Four faculty members, including David Nicewicz in chemistry, honored with Hettleman awards

David Nicewicz
David Nicewicz

Four highly promising Carolina faculty members in diverse fields, including David Nicewicz in UNC’s College of Arts and Sciences, have been awarded the Phillip and Ruth Hettleman Prizes for Artistic and Scholarly Achievement by Young Faculty.

The recipients, who will be recognized at the Faculty Council meeting on Sept. 25, are:

The award, which includes a $5,000 stipend, was established in 1986 by the late Phillip Hettleman — a New York investment banker and member of the class of 1921 — to recognize the achievements of outstanding junior tenure-track faculty or recently tenured faculty. A stipulation of the award is that the recipients will deliver a lecture during the academic year.

As a student at Carolina, Hettleman was business manager of The Daily Tar Heel when Thomas Wolfe was editor. In 1946, Hettleman bought a portrait of the then-famous author, and for years it hung in his office in New York City. One of his earliest gifts to the University, the portrait hangs in the Wolfe Room of the N.C. Collection in Wilson Library. Hettleman died in 1986.


Dichter’s groundbreaking work examined whether brain reward circuits are implicated in autism, as they are in other behavior disorders such as addiction, schizophrenia and depression.

This research, which differed from the established approach focused on brain regions that process social information, revealed children with autism may not be motivated to seek social interactions or derive pleasure from them.

His findings have led to novel interventions, including a recent multidisciplinary study at Carolina to investigate the effects of intranasal oxytocin on brain circuits that support social motivation in children with autism.

“This project exemplifies the translational nature of Gabriel’s work and his ability to move a mechanistic finding to the context of a neuroimaging experimental therapeutics trial to evaluate a promising novel autism treatment,” said David R. Rubinow, chair of the Department of Psychiatry.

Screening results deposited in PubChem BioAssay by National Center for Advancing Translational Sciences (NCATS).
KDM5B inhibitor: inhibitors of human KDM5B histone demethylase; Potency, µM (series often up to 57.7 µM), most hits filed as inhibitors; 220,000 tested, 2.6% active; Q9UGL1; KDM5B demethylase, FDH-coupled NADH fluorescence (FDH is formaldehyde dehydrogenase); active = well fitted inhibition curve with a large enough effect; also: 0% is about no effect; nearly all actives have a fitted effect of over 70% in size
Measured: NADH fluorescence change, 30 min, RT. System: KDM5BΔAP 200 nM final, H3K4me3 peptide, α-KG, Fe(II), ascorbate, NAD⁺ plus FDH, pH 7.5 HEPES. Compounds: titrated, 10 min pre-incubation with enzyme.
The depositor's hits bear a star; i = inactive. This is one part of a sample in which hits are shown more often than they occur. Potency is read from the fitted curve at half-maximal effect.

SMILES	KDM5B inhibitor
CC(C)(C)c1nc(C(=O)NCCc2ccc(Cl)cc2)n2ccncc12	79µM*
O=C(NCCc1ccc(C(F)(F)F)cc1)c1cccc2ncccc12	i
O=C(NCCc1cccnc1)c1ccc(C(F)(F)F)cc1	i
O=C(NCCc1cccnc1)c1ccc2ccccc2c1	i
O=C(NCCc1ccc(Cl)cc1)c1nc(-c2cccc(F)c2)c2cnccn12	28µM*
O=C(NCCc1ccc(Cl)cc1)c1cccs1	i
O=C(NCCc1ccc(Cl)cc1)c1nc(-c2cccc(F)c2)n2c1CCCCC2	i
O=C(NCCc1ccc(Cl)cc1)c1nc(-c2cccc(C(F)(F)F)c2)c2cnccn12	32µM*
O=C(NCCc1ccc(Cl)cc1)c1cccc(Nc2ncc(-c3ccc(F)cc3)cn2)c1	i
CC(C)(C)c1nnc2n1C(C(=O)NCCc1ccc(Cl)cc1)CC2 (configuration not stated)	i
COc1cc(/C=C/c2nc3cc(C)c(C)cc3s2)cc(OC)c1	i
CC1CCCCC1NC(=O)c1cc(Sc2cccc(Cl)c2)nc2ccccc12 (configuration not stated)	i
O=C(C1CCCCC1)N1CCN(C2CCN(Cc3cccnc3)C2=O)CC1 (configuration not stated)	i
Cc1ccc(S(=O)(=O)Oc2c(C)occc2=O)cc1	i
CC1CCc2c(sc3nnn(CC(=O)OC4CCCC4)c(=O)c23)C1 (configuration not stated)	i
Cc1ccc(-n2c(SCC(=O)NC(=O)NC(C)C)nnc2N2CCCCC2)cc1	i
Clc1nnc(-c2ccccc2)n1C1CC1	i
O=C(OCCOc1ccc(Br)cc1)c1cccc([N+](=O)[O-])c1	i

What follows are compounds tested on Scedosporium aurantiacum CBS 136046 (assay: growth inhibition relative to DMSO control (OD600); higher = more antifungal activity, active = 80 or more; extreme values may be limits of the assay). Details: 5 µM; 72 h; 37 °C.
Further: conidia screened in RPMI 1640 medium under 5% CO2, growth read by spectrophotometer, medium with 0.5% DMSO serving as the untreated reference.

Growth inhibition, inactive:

Dichter earned his bachelor’s degree in psychology from Haverford College and both his master’s and doctorate in clinical psychology from Vanderbilt University. He spent two years as a postdoctoral fellow at the Carolina Institute for Developmental Disabilities before joining the faculty at Carolina’s Department of Psychiatry in 2006.


Powell is recognized nationally for the impact of her work in the emerging field of research, public health and health policy as it relates to gender and race. She has made significant breakthroughs in the understanding of health at the intersection of gender and race as it applies to men of color, and in adoption of research-based approaches to health disparities and mental health policy.

Her work addresses the “gender paradox” that men, despite having more social power than women, are more likely to experience premature death than women. Her early scholarly contributions explored how social constructions of masculinity contributed to healthcare utilization. Her initial research demonstrated that African American men’s definitions of masculinity not only differed conceptually from those espoused by non-Hispanic white males, but were constructed in response to structural barriers to socioeconomic mobility, such as racial discrimination.